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Recently, a Queens County jury awarded a woman of Chinese-American descent, who claimed that her Flushing, Queens cooperative board had discriminated against her, $225,000. While that verdict, in and of itself, isn't particularly blog-worthy, a closer reading of the jury's finding is: the jury awarded the plaintiff money damages even though they did not believe that the plaintiff had proved that the coop board had been guilty of racism.

Not surprisingly, the coop board has indicated that they intend to appeal this verdict.

This case serves as a useful reminder that a jury's verdict is often unpredictable, and may be internally inconsistent. Consequently, a jury's verdict may not give the parties to the lawsuit the finality that they might otherwise expect; it may only lead to further appeals (and legal bills).

Category: Keyword Search: appeal

4/29/2009
Jonathan Cooper
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In an opinion that was published on April 21, New York's Appellate Division, Second Department upheld a lower court's decision dismissing the personal injury lawsuit of a construction worker who was hurt when the tree stump he was leaning on to maintain his balance broke off, causing him to fall down a slope. While I, like anyone who's been litigating accident cases for a sufficient period of time, have lost some close cases, I find this particular case troubling because I don't see any legitimate reason why the defendants could be deemed liable for this construction site accident. Stated differently, and given the Appellate court's clear and convincing affirmance of the dismissal, I don't think this case should have been brought in the first instance.

As noted in my articles Construction Site Injuries and New York's Labor Laws and Construction Site Accidents: Why the Number of Successful Cases Are Dwindling, in order for a defendant to be held liable under the Labor Laws for a construction worker's personal injuries that were sustained while on the site, the injury must have resulted from an elevation-related risk or safety hazard. That certainly was not the case here. And the plaintiff could not demonstrate that the remaining defendant, Staten Island Railroad Transit Operating Authority (SIRTOA), a subset of the New York City Transit Authority, exercised any ownership or control over the area or tree stump where he fell, as a result of which the plaintiff's negligence claim fell by the wayside as well.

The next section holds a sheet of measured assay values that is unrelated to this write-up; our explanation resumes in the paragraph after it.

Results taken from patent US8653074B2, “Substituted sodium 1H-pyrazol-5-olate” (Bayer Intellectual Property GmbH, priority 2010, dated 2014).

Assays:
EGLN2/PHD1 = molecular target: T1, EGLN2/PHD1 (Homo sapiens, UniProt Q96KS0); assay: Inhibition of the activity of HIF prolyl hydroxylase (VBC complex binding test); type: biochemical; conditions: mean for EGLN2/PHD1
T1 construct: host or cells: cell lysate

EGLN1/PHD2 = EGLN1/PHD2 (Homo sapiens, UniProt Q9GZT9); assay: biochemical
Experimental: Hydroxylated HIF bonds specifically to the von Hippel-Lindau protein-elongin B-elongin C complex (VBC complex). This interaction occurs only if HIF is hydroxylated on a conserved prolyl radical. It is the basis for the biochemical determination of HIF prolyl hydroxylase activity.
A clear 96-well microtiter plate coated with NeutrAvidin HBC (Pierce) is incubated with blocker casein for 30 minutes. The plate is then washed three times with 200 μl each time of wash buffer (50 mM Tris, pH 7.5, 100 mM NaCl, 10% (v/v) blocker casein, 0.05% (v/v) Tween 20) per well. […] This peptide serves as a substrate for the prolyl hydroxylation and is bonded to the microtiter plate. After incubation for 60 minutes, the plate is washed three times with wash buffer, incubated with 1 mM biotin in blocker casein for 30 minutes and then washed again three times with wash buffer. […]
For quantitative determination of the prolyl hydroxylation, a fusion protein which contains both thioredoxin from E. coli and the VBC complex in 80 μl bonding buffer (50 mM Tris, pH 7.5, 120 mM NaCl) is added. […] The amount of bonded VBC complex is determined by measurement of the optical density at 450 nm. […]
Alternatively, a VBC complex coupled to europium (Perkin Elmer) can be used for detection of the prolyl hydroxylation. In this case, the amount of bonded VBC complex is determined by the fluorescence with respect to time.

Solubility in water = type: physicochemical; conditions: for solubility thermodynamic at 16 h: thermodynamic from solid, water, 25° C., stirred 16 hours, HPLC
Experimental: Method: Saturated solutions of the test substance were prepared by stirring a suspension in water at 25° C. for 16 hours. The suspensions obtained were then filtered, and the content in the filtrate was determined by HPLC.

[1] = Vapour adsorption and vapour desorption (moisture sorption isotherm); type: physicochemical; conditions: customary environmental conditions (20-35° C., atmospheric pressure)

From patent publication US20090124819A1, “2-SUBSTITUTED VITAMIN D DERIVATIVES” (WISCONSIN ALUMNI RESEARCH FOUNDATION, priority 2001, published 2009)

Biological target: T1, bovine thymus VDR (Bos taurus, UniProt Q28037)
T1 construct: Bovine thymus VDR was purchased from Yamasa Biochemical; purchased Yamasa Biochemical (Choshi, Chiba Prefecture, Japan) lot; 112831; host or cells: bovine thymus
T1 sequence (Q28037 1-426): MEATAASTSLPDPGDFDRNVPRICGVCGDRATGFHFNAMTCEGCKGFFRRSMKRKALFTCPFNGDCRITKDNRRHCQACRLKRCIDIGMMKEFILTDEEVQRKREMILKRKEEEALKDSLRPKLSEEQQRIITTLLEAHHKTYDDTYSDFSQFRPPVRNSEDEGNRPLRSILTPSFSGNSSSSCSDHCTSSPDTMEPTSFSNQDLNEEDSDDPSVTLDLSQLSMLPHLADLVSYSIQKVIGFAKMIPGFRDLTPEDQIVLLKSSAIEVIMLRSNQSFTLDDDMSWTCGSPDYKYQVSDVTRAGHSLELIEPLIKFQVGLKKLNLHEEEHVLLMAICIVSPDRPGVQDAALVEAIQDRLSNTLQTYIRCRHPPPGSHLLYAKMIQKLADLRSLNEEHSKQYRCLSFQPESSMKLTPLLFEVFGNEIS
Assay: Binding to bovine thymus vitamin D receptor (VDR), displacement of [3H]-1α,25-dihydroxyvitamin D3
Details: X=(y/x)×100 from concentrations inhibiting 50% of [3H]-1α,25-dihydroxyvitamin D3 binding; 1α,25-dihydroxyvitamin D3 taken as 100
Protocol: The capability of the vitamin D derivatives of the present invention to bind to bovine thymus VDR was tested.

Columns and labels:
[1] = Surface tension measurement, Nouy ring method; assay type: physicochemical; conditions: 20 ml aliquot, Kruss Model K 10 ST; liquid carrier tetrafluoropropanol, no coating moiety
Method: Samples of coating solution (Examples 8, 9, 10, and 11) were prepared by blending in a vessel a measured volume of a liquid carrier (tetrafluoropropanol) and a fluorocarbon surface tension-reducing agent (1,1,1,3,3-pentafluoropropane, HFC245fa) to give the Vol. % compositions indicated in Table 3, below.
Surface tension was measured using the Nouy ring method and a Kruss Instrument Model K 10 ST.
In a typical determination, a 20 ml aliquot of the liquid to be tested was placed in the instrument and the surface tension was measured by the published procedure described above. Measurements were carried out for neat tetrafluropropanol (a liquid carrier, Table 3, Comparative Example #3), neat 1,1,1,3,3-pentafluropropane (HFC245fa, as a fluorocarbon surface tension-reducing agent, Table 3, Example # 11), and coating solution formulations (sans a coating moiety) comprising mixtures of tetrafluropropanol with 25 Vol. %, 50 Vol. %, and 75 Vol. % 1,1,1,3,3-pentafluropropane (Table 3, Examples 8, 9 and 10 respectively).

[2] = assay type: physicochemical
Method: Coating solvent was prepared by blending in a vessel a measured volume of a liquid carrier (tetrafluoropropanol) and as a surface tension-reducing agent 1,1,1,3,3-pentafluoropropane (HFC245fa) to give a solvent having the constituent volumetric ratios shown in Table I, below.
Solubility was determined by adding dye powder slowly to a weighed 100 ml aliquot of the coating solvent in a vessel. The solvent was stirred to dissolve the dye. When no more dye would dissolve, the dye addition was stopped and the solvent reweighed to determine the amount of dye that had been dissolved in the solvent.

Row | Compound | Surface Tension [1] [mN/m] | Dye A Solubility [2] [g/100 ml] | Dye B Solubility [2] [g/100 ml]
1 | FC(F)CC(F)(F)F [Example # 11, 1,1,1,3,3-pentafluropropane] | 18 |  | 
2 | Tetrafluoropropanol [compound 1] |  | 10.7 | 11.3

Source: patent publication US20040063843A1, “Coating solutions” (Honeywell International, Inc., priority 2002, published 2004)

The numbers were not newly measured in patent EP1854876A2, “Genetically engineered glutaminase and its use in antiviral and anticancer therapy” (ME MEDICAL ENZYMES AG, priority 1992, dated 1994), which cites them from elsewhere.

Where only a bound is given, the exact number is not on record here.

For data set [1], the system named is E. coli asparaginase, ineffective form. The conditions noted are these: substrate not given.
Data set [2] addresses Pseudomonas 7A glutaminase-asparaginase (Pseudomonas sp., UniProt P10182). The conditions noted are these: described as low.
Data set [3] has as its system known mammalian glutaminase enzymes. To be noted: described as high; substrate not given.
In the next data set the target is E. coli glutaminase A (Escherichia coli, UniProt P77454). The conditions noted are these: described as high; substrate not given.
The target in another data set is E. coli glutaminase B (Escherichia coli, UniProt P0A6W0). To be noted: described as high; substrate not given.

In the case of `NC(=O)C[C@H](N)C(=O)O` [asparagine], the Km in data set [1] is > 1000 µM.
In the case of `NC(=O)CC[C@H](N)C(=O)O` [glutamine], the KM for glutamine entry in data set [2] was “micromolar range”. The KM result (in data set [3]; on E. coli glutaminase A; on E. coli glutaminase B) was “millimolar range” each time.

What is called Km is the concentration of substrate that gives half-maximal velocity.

Given that the plaintiff's attorneys went to the time and expense of appealing the lower court's decision, I suspect that the plaintiff's injuries in this case were quite serious, and that they were therefore seduced by the prospect of a big fee. But if you can't conjure up a cogent theory of liability to make it stick, you still shouldn't bring the case.



Category: Keyword Search: appeal

2/5/2009
Jonathan Cooper
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In a case from Orange County in California that was reported yesterday, a jury held the local municipality liable for causing the collision between a car and the teenage boy’s bike, as a result of which the boy sustained serious personal injuries, including the loss of one leg below the knee.  From the news report, it seems fairly clear that the government intends to appeal the jury’s $8 million plus verdict, because from their vantage point, it is manifestly unfair to cast the lion’s share of liability on the municipality when they had no direct role in the bike and car crash; they did not own or operate either the car or the bike.  While, at first blush, the municipality’s argument seems meritorious, if you think a bit more critically, you will realize that their argument contravenes what we know from our everyday, real-world experience.

There are some intersections and streets that have had such a disproportionately high number of tragic car accidents and fatalities over the last several years (such as Queens Boulevard in Forest Hills and Rego Park in Queens County, New York, which the local papers have dubbed the “Boulevard of Death”) that it is clear to all that these roadways are defectively and dangerously designed.  Consequently, the better public policy is to hold the municipalities and states liable for these conditions; otherwise, these governmental entities will have far less incentive to assure the safety of their roads.

For additional information as to whether governmental or municipal authorities are liable for the dangerous conditions of intersections and roadways under New York law, you can read our article here.

Category: Keyword Search: appeal